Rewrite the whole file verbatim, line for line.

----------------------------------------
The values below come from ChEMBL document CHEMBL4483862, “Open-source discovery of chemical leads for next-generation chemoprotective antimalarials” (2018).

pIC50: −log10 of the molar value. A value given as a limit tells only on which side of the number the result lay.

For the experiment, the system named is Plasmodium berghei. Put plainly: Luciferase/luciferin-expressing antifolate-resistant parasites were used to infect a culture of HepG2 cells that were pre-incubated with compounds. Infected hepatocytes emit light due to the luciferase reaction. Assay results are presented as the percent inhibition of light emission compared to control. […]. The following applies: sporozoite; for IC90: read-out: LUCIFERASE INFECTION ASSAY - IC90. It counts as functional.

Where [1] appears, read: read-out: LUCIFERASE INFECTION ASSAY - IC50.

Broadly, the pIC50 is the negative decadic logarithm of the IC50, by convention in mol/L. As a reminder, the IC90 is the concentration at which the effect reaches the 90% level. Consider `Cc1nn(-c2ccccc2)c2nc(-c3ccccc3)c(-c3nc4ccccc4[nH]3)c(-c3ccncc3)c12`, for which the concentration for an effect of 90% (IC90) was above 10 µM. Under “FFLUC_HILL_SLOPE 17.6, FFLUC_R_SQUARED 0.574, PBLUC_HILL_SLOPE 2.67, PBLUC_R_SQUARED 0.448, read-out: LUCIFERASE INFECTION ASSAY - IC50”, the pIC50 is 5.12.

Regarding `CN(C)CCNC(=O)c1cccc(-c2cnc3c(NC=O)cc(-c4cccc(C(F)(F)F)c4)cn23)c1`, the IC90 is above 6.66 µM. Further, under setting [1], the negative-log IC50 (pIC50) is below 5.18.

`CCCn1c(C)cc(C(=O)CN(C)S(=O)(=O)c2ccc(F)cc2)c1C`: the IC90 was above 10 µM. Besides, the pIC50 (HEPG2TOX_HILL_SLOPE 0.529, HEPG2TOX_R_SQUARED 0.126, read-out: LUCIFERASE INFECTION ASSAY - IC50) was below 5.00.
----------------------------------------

The values below come from ChEMBL document CHEMBL4483862, “Open-source discovery of chemical leads for next-generation chemoprotective antimalarials” (2018).

pIC50: −log10 of the molar value. A value given as a limit tells only on which side of the number the result lay.

For the experiment, the system named is Plasmodium berghei. Put plainly: Luciferase/luciferin-expressing antifolate-resistant parasites were used to infect a culture of HepG2 cells that were pre-incubated with compounds. Infected hepatocytes emit light due to the luciferase reaction. Assay results are presented as the percent inhibition of light emission compared to control. […]. The following applies: sporozoite; for IC90: read-out: LUCIFERASE INFECTION ASSAY - IC90. It counts as functional.

Where [1] appears, read: read-out: LUCIFERASE INFECTION ASSAY - IC50.

Broadly, the pIC50 is the negative decadic logarithm of the IC50, by convention in mol/L. As a reminder, the IC90 is the concentration at which the effect reaches the 90% level. Consider `Cc1nn(-c2ccccc2)c2nc(-c3ccccc3)c(-c3nc4ccccc4[nH]3)c(-c3ccncc3)c12`, for which the concentration for an effect of 90% (IC90) was above 10 µM. Under “FFLUC_HILL_SLOPE 17.6, FFLUC_R_SQUARED 0.574, PBLUC_HILL_SLOPE 2.67, PBLUC_R_SQUARED 0.448, read-out: LUCIFERASE INFECTION ASSAY - IC50”, the pIC50 is 5.12.

Regarding `CN(C)CCNC(=O)c1cccc(-c2cnc3c(NC=O)cc(-c4cccc(C(F)(F)F)c4)cn23)c1`, the IC90 is above 6.66 µM. Further, under setting [1], the negative-log IC50 (pIC50) is below 5.18.

`CCCn1c(C)cc(C(=O)CN(C)S(=O)(=O)c2ccc(F)cc2)c1C`: the IC90 was above 10 µM. Besides, the pIC50 (HEPG2TOX_HILL_SLOPE 0.529, HEPG2TOX_R_SQUARED 0.126, read-out: LUCIFERASE INFECTION ASSAY - IC50) was below 5.00.